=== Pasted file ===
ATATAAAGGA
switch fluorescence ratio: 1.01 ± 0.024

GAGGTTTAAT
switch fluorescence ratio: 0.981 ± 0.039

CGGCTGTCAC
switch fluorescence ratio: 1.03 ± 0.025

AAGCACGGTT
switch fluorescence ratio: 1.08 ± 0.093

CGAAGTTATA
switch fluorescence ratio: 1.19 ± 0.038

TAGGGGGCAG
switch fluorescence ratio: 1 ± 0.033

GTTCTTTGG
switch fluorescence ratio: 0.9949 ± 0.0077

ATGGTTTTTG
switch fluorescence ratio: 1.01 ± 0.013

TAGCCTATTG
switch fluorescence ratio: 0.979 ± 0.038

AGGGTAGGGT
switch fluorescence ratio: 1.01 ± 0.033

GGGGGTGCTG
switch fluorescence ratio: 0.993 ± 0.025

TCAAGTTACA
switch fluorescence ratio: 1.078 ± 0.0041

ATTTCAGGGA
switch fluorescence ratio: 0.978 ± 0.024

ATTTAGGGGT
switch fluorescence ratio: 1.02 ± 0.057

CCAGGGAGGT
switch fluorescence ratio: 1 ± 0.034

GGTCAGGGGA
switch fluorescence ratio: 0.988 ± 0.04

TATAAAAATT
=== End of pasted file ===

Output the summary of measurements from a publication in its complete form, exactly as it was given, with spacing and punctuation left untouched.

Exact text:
ATATAAAGGA
switch fluorescence ratio: 1.01 ± 0.024

GAGGTTTAAT
switch fluorescence ratio: 0.981 ± 0.039

CGGCTGTCAC
switch fluorescence ratio: 1.03 ± 0.025

AAGCACGGTT
switch fluorescence ratio: 1.08 ± 0.093

CGAAGTTATA
switch fluorescence ratio: 1.19 ± 0.038

TAGGGGGCAG
switch fluorescence ratio: 1 ± 0.033

GTTCTTTGG
switch fluorescence ratio: 0.9949 ± 0.0077

ATGGTTTTTG
switch fluorescence ratio: 1.01 ± 0.013

TAGCCTATTG
switch fluorescence ratio: 0.979 ± 0.038

AGGGTAGGGT
switch fluorescence ratio: 1.01 ± 0.033

GGGGGTGCTG
switch fluorescence ratio: 0.993 ± 0.025

TCAAGTTACA
switch fluorescence ratio: 1.078 ± 0.0041

ATTTCAGGGA
switch fluorescence ratio: 0.978 ± 0.024

ATTTAGGGGT
switch fluorescence ratio: 1.02 ± 0.057

CCAGGGAGGT
switch fluorescence ratio: 1 ± 0.034

GGTCAGGGGA
switch fluorescence ratio: 0.988 ± 0.04

TATAAAAATT